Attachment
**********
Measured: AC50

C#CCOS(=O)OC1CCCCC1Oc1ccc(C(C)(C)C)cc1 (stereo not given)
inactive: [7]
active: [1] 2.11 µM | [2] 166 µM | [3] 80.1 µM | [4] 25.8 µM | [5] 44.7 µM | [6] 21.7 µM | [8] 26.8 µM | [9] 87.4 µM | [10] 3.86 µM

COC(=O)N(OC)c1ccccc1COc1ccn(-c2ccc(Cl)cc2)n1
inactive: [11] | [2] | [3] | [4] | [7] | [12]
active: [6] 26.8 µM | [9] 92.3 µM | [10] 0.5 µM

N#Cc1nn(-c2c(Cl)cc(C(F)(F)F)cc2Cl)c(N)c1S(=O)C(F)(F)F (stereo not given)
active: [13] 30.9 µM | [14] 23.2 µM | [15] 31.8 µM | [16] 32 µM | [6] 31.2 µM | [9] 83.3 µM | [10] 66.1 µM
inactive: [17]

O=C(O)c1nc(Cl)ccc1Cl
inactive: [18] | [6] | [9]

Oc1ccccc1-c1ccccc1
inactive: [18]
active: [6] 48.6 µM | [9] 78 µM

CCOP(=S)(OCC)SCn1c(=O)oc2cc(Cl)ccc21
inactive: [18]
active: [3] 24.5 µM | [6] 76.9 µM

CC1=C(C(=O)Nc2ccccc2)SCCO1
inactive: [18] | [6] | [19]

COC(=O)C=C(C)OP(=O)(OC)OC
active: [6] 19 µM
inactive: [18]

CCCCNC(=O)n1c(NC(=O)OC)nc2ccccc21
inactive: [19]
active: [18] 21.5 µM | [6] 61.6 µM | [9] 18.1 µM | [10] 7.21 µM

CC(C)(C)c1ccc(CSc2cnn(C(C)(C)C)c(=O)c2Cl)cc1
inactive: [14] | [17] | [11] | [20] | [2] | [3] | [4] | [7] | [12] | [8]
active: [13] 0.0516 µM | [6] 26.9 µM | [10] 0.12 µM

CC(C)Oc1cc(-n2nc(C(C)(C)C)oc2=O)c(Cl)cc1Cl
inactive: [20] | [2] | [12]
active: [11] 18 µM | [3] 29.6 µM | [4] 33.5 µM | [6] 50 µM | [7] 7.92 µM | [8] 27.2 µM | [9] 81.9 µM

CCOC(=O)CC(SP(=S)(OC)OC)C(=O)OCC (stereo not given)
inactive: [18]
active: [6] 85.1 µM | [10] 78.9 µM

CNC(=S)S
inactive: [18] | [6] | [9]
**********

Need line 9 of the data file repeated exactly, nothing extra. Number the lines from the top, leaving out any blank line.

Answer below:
active: [13] 30.9 µM | [14] 23.2 µM | [15] 31.8 µM | [16] 32 µM | [6] 31.2 µM | [9] 83.3 µM | [10] 66.1 µM